With this test, the questions are, “How might key stakeholders, the public, or the media react if this activity were publicly disclosed?” and “What impact would this activity have on the credibility of the organization and its leadership?” You should engage an active imagination in this consideration, sometimes referred to as “the smell test.” A perceived conflict of interest can be just as damaging to an organization’s or a leader’s reputation as an actual conflict.
Lots of problems are relatively invisible to those involved because they evolve into real conflicts over time. A homeless shelter that started without funding in a church basement, for example, was accustomed to checking with its board chair first when it was ready to place someone in permanent housing. It was understaffed, and the board chair, who had worked tirelessly to help establish the shelter, owned several rooming houses, which made the necessary transactions easy. For years the practice persisted until nearly all his rentals were filled with placements from the shelter. An informed organization would have understood that, if an enterprising reporter were to expose the practice, the “smell” of potential conflict of interest could further threaten the shelter’s already tenuous relationship with the town in which it was located—never mind embarrassing its funding sources. In this case, a consultant alerted the board, which in turn took action and developed protocols. That reform required more work on the part of housing placement staff, but it also protected the agency from loss of credibility with its funders and community.
With this test, the question is, “What would a reasonably prudent person or board do under the circumstances?” This is very important, since it goes directly to the heart of a director’s legal duty of care to “exercise the same degree of care, diligence, and skill that a reasonably prudent person would show in comparable circumstances.”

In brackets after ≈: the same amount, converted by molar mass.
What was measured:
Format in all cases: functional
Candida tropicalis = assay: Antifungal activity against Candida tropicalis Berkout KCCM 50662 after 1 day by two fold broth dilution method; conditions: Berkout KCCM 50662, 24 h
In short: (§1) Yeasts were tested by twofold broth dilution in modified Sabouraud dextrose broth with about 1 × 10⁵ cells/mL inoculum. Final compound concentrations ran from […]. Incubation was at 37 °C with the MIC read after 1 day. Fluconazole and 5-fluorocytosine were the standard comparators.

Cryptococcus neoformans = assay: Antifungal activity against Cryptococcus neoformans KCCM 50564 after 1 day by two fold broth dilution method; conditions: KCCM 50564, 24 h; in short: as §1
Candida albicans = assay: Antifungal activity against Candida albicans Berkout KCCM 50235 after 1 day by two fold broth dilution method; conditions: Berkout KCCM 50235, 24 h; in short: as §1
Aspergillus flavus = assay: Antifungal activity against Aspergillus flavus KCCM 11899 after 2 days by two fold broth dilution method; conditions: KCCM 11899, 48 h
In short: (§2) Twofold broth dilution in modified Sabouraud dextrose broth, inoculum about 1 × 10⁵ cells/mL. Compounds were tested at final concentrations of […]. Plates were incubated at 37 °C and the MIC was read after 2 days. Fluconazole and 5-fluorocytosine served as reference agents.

Admittedly, this can lead to murky waters. The daughter of a director of a local children’s services agency was planning a wedding and received a discount from a local hotel because the agency’s board had used the hotel in the past for its own events. The director asked the board to decide whether providing a discount should be treated as a conflict of interest. The board decided that it wasn’t for two reasons: first, the discount wasn’t solicited and second, the board routinely researched hotels in the area for the best rates. In this case, the board reasonably decided that there was no conflict of interest Another board, however, might have viewed the matter differently and asked the board member not to accept the favor to maintain a less potentially tainted relationship between the the agency and the vendor.
The requirement to “act honestly and in good faith in what the director considers to be the best interests